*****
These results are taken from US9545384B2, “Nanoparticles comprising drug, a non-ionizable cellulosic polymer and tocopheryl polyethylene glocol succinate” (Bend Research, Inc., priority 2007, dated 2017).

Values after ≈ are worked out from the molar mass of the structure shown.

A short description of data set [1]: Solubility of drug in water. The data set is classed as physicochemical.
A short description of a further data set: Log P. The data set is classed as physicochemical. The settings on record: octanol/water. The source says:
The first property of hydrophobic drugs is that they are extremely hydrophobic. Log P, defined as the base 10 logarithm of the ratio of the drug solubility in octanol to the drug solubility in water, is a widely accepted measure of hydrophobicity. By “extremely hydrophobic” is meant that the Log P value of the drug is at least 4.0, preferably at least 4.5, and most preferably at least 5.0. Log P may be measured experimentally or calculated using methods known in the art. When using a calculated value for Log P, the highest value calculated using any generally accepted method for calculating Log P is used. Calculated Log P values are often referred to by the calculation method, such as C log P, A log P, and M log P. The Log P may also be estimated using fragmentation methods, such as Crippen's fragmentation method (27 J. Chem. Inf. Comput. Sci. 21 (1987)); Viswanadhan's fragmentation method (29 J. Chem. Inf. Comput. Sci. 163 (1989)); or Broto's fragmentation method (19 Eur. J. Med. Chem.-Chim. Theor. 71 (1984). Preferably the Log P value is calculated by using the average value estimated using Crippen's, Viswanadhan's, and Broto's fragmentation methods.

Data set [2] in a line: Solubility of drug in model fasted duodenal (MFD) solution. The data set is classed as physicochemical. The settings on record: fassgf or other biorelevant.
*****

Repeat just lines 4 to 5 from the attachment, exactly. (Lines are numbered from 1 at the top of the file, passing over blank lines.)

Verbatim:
A short description of a further data set: Log P. The data set is classed as physicochemical. The settings on record: octanol/water. The source says:
The first property of hydrophobic drugs is that they are extremely hydrophobic. Log P, defined as the base 10 logarithm of the ratio of the drug solubility in octanol to the drug solubility in water, is a widely accepted measure of hydrophobicity. By “extremely hydrophobic” is meant that the Log P value of the drug is at least 4.0, preferably at least 4.5, and most preferably at least 5.0. Log P may be measured experimentally or calculated using methods known in the art. When using a calculated value for Log P, the highest value calculated using any generally accepted method for calculating Log P is used. Calculated Log P values are often referred to by the calculation method, such as C log P, A log P, and M log P. The Log P may also be estimated using fragmentation methods, such as Crippen's fragmentation method (27 J. Chem. Inf. Comput. Sci. 21 (1987)); Viswanadhan's fragmentation method (29 J. Chem. Inf. Comput. Sci. 163 (1989)); or Broto's fragmentation method (19 Eur. J. Med. Chem.-Chim. Theor. 71 (1984). Preferably the Log P value is calculated by using the average value estimated using Crippen's, Viswanadhan's, and Broto's fragmentation methods.